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Political Science

Erik Peterson

Causes and Consequences of News Media Reputations
2016–17 Survey Lab Project

Americans are increasingly dissatisfied with the news media in general and, in particular, the perceived slant of political news coverage. This project seeks to address two questions. First, what underpins public perceptions of media slant in campaign coverage? Second, how do individuals respond when they encounter news coverage from an outlet they perceive as favoring the other party? These projects will contribute to an understanding of how media effects work in an environment where media outlets possess distinct ideological reputations.

How Local News Shapes Evaluations of Politician Performance
2014 CSS Fellowship

In collaboration with Jonathan Mummolo.

Democratic accountability requires voters to evaluate elected officials based on their performance in office, however, media reports may cause voters to obtain an unrepresentative view of what political figures have accomplished. If incumbents set the terms of coverage, the media may serve their interests rather than those of voters.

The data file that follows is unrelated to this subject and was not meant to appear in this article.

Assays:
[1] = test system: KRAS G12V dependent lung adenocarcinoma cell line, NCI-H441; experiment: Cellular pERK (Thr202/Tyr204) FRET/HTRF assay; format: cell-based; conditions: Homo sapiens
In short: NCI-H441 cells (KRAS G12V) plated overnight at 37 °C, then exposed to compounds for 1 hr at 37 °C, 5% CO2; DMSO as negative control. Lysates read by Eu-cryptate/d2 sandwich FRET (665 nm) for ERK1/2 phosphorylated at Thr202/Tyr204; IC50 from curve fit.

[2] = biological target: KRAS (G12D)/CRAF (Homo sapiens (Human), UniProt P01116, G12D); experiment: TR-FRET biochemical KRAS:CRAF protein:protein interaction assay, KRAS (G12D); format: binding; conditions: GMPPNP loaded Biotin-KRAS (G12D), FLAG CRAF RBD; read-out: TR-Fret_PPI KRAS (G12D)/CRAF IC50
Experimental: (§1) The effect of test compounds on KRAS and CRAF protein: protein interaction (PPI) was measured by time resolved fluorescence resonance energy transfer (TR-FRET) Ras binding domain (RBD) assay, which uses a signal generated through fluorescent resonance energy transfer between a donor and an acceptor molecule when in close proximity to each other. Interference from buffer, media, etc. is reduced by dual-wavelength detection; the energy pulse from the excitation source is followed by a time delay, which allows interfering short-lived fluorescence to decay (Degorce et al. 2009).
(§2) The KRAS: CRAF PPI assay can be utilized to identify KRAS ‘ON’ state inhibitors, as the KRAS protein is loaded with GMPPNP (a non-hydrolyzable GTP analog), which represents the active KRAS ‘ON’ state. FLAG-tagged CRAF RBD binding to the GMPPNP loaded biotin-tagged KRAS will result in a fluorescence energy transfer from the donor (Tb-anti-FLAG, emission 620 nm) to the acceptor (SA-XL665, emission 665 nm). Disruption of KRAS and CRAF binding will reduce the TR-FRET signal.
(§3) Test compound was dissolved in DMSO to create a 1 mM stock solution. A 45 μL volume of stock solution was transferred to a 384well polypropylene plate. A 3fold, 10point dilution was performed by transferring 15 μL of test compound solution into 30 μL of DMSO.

This project will use computational methods to examine the media's role in performance voting in gubernatorial elections across several issue domains: the economy, crime and education. Using a dataset which combines gubernatorial press releases and text from local newspaper articles spanning roughly a decade, this project will examine how the interplay between governors and journalists produces news and, in turn, how this coverage alters public opinion.